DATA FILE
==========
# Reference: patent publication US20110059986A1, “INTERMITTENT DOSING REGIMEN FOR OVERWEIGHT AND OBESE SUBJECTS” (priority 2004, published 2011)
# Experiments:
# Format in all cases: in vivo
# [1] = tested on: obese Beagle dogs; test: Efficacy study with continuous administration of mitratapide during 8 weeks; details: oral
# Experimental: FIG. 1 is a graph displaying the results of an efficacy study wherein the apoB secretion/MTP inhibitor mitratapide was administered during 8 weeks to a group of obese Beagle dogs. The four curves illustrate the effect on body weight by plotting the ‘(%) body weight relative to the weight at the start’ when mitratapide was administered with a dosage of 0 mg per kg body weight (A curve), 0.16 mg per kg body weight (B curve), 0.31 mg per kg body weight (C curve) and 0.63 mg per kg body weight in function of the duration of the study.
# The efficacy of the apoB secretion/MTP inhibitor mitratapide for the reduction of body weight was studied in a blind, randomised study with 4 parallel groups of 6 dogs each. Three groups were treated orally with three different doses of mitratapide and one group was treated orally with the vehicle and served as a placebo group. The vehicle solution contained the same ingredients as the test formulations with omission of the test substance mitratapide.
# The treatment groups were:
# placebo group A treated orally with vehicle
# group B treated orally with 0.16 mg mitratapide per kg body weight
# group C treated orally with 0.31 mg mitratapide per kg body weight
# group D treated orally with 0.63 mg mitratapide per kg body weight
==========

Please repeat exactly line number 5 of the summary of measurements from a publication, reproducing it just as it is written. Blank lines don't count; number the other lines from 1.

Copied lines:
# Experimental: FIG. 1 is a graph displaying the results of an efficacy study wherein the apoB secretion/MTP inhibitor mitratapide was administered during 8 weeks to a group of obese Beagle dogs. The four curves illustrate the effect on body weight by plotting the ‘(%) body weight relative to the weight at the start’ when mitratapide was administered with a dosage of 0 mg per kg body weight (A curve), 0.16 mg per kg body weight (B curve), 0.31 mg per kg body weight (C curve) and 0.63 mg per kg body weight in function of the duration of the study.